But man always evades the thought of death. The French philosopher Pascal has written a book titled ‘Pensees’ (Thoughts). It contains his stray thoughts. He observes therein that although death is always looking over our shoulders, we continually try to forget it; how to live with the awareness of death in the mind is never our concern. Man detests even the very mention of the word ‘death’. If somebody utters this word while taking meals, he is immediately admonished. Nevertheless, we are continually moving towards death. Once you board a train to Mumbai, it is bound to take you there even if you just keep sitting. The moment we are born, we have booked a ticket to the destination of death. Whether we run or keep sitting, death is bound to come. Whether you think of it or not, you cannot avoid it. Whatever else may be uncertain, death is certain. The sun sets everyday, taking away a portion from our life. Life is continually being gnawed at. It is continually withering away. Still man takes no notice of it. Jnanadeva exclaims, ‘कौतुक दिसतसे’ (How curious!). He wonders how man could be so thoughtless and unperturbed in such a situation. Man is so frightened of death that he cannot even bear the thought of it, and tries to evade it like an ostrich burying its head in the sand. Soldiers going to the front, play, dance or sing or smoke to forget death. Pascal wonders how they lose themselves in eating and drinking, singing and dancing in order to forget death even when they see death everywhere.
We are all like those soldiers. We try to keep a smiling face, apply creams to hide wrinkles, dye our greying hair. We are ceaselessly trying to brush aside the thought of death even though it is just around the corner. We talk about anything but death. Ask a boy who has done his matriculation about his future plans. He will reply, “Don’t ask me now; I have joined college just now.” If you put the same question next year, he will reply, “Let the second year of college pass. I shall think of the future thereafter.” So it goes on. But should not one think of the future in advance? One should plan the next step beforehand; otherwise one will land oneself in a ditch. But the student shirks this task. The education that the poor fellow receives is so full of darkness that he has little idea of what is in store for him. He refuses to visualize the future, since he sees only darkness ahead. But there is no escape from the future; it is bound to catch him by the neck.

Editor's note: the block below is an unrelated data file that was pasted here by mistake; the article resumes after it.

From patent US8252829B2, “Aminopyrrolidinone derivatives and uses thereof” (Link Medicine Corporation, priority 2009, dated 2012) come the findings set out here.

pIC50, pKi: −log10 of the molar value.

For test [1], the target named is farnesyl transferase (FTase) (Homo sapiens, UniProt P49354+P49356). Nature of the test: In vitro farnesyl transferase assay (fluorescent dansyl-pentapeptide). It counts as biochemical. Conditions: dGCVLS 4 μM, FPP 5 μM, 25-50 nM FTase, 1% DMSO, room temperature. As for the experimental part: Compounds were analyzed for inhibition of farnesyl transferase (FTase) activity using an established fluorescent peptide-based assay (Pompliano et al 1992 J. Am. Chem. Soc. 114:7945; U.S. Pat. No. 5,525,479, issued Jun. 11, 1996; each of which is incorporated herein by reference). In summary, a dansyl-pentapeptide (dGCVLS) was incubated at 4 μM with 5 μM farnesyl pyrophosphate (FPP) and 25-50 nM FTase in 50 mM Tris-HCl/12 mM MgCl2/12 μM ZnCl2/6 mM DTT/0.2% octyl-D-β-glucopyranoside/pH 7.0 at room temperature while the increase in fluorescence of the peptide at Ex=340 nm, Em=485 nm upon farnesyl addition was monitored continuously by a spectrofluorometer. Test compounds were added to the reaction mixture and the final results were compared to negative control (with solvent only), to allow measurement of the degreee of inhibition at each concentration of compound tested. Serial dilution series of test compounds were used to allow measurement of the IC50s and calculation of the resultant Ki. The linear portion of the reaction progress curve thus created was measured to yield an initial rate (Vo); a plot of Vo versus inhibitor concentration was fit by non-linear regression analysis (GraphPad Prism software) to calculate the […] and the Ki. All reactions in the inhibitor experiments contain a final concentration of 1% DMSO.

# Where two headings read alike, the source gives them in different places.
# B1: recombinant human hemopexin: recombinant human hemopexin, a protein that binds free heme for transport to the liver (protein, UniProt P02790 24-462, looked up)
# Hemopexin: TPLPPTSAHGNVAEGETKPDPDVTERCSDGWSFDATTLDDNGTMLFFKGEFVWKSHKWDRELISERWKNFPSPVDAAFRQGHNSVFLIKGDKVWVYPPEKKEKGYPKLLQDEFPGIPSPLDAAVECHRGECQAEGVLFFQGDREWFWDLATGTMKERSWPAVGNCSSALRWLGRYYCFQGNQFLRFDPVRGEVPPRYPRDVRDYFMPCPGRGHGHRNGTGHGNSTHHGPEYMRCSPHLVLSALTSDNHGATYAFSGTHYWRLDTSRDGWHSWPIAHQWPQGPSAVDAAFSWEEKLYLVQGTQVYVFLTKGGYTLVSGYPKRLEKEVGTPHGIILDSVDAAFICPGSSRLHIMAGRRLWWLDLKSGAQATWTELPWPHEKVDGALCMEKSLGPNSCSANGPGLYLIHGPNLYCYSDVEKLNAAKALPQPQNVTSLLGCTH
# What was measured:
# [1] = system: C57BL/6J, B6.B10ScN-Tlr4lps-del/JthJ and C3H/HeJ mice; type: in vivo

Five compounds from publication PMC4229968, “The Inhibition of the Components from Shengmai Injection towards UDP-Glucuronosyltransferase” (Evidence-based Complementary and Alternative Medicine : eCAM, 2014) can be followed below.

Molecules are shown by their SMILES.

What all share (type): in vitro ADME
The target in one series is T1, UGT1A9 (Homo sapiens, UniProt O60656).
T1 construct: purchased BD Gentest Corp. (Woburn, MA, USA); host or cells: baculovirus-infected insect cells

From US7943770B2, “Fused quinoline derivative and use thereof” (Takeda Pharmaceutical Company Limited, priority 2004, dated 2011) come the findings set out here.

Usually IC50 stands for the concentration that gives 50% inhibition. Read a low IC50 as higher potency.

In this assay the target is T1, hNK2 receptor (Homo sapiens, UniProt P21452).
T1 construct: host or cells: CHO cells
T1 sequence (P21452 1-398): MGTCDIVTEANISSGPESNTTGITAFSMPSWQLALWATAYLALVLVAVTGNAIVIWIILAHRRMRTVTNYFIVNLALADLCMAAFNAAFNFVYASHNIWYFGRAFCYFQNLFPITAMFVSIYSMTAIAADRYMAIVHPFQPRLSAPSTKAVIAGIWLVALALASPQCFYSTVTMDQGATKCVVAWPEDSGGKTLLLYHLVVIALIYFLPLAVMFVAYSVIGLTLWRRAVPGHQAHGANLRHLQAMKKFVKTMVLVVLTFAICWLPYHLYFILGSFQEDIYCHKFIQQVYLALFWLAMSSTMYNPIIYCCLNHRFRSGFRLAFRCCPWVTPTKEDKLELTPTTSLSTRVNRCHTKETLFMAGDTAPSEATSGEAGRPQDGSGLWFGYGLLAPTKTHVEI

The Professor of logic teaches in the college, “Man is mortal. Socrates is a man. Therefore, Socrates is mortal.” Why does he not give his own example? The Professor too is mortal. But he would not say, “All men are mortal. Therefore I, the Professor, am mortal and dear students, you too are mortal.” He gives the example of Socrates, since Socrates is already dead and is not there to protest howsoever we use his name! Students and teachers talk of the mortality of Socrates, but conveniently keep mum about their own. Perhaps they feel that they are fully secure from death.
In this way, people everywhere are continually making deliberate efforts to forget death. But does that ward off death? It makes its presence felt when someone dear to us passes away. But still man does not think of death fearlessly and summon courage to overcome its challenge. A deer chased by a tiger finally gets exhausted, although it is swift and agile. Death in the form of the tiger continues to pursue it. Imagine the condition of that poor creature. It cannot look at the tiger. It closes its eyes and buries its antlers and face in the ground and helplessly waits for death. We too cannot dare to look at death. But howsoever we may try, it is bound to pounce on us.